Oh goody and gumdrops and shit.

*I for one am delighted that Old Man Outside World decided to drop a pair of 120 page documents on my head today, with a nonspecific deadline attached for reading/summary purposes (translation: tomorrow). It’s very interesting stuff, I assure you. Oh well, that’s life, and life will continue to delight me all day long tomorrow. Accordingly, today’s and tomorrow’s updates won’t be quite as voluminous as usual.

Gødland #4

Really, this book isn’t The Future or super-amazing or anything, though I’ve been pushing it pretty consistently on this site. It’s just that I can already sense it’s going to be yet another Joe Casey-scripted book that struggles along for a while, captures my attention, then dematerializes as soon as I get attached to it (see also: Automatic Kafka, The Intimates). Certainly the sales figures aren’t singing a happy song, though at least one local retailer noted to me that it’s selling well for him. And really, Gødland isn’t even quite as good as either of the aforementioned Wildstorm titles, though we’re talking some rather fine gradations of ‘good’ here. It has been a lot easier to get into; I didn’t care much for The Intimates at all when it started, and Automatic Kafka proved to be distinctly uneven right up to the end (although I still probably liked it most of all), this book pretty much grabbed me right from the start, as much as one can be ‘grabbed’ by perfectly decent superhero entertainment.

Every issue of this book leads into the next, every ending a cliffhanger, yet it still feels strangely compartmentalized, as if writer Casey feels the need to explore a new facet of this world with every issue, while allowing characters to recur and never quite pulling the plug on any major plotlines. It’s only four issues in, so the plan hasn’t run low on steam yet, as we now turn our focus toward Discordia, the self-styled Queen of Pain, a die-hard sadist who loves torture, but never as applied toward any specific goal, and wholly bereft of the detachment necessary to extract pertinent information or half-voluntary confession. No, as divorced from intent, she’s become free to wallow in the thousand variations of pain, the means its own end. In this way, she’s the same as basically every incidental character in this book, merrily tromping through the overarching plot in pursuit of their own highly specific goals.

Naturally, cosmic-powered hero Adam Archer needs to stop her, but only because his slightly envious non-cosmic sister has gone and gotten herself captured in a futile attempt to free Discordia’s prime prisoner, Crashman (America’s Most Cherished Hero!). Archer, in prime Lee/Kirby fashion, frankly can’t stand Crashman and his perceived popularity pursuing posture, but a hero’s work is what it is, you know? And just as Discordia and Crashman made brief appearances back in issue #1, we also receive an introduction to a Dr. Doom type named Freidrich Nickelhead (decked out in a spiffy open-necked suit/medallion combo over his metal hide) who’ll doubtless provide next issue’s focus. Things keep moving ahead.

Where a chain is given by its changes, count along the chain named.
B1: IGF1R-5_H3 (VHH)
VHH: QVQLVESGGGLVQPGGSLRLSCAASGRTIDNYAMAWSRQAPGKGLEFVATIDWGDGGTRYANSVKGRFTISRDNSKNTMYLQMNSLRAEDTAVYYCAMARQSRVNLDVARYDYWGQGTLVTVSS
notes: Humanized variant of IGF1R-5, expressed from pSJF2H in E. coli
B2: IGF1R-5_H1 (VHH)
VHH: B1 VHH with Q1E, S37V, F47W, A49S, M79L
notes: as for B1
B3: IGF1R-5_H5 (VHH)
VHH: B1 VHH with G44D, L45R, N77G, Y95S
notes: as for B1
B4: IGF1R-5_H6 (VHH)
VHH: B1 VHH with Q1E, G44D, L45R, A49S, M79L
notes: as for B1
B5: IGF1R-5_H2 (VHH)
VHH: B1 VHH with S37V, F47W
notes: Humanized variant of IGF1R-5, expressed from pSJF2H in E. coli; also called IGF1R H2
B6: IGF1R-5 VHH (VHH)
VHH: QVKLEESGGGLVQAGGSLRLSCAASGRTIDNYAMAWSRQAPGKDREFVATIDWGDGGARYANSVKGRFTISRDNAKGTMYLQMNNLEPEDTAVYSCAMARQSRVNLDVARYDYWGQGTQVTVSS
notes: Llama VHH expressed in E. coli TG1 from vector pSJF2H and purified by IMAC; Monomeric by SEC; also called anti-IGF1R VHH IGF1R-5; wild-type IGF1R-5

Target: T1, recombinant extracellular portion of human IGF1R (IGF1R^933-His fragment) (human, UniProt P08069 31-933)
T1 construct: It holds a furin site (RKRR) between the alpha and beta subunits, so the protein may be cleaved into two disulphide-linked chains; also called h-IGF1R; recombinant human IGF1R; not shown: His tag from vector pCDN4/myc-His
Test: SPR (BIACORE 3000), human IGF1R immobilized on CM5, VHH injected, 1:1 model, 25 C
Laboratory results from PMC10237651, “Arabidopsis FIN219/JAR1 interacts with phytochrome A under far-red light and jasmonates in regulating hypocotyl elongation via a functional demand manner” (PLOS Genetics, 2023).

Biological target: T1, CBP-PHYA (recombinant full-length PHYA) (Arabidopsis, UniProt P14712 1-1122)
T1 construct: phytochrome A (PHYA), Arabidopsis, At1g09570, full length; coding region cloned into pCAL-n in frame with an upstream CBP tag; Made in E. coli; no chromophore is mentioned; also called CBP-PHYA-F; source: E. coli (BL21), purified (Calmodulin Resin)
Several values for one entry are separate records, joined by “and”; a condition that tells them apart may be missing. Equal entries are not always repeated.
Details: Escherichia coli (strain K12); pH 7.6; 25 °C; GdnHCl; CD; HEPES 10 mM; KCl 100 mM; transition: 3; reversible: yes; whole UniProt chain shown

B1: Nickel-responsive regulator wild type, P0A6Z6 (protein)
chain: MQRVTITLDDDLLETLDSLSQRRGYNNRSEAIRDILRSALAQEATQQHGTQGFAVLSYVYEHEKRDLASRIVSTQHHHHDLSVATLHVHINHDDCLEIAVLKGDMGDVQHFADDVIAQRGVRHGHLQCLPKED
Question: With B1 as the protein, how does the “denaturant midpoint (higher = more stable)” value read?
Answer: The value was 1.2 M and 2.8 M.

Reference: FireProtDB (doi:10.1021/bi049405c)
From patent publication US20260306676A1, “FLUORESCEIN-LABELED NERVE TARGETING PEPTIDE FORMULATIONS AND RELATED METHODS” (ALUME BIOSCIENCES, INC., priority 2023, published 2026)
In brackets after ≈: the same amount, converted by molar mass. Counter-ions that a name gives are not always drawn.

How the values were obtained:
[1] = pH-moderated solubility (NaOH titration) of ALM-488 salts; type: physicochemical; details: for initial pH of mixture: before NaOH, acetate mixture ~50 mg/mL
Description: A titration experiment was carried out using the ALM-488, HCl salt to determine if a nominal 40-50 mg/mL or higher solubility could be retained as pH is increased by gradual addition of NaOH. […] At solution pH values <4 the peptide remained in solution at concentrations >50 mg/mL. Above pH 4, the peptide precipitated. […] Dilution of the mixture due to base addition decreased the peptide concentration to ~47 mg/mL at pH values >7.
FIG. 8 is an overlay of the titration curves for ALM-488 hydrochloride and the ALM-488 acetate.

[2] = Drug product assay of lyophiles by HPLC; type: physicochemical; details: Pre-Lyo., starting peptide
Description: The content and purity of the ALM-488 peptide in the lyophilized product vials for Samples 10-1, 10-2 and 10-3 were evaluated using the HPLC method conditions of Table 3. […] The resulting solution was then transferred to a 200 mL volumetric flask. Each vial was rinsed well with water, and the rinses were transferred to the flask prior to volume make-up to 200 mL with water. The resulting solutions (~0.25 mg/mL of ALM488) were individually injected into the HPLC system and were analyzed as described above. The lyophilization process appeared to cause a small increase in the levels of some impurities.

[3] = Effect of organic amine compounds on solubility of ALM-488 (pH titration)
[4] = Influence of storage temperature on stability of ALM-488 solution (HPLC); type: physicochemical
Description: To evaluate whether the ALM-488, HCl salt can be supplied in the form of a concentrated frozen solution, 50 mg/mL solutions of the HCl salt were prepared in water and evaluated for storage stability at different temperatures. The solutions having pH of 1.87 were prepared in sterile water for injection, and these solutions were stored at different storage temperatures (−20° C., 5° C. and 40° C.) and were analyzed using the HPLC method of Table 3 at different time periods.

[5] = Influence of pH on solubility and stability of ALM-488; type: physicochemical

And they move by way of lots of fights and smashing and superpowers, since this is a largely unrepentant, irony-light pastiche of Mighty Marvel Motifs and the classic Kirby cosmos. I’m not detecting any sort of deeper commentary on the Kirby oeuvre or the social stance of classic superheroes, nothing beyond “Boy, selected elements of those comics can be pretty fun.” And they can be - it’s not a filling meal of sequential art, but an excellent snack, Tom Scioli’s energetic Kirby-fueled art neatly avoiding the stiffness oft endemic to ‘close homage’ and becoming its own sort of hyper-Kirby beastie of the page, aided considerably by Bill Crabtree’s appropriately loud colors. Naturally, an allergy to robot-smashing and cosmic blasts and entirely straightforward characterizations will block one’s enjoyment of this material completely, but those willing to sit back and take it in will enjoy an unfailingly pleasant, modestly witty, and determinedly self-contained superhero romp, with characters that won’t annoy you, and a disarmingly bright tone underneath the obligatory outer-space angst. After all, it’s tough to feel to down in such a candied world of flying things and impressive rays.

As with some other recent Image titles, the first issue of this book has been released free online; it’s a good indicator of what to expect from the subsequent trio of chapters. Don’t expect this to blast open your skull and pour in new ideas about the capabilities of visual language, but there’s something to be said for enhancing the entertainment appeal of the wide center of the artform, and in our superhero-soaked industry this is a better, smoother, considerably more pleasant sample of the type than is usually presented.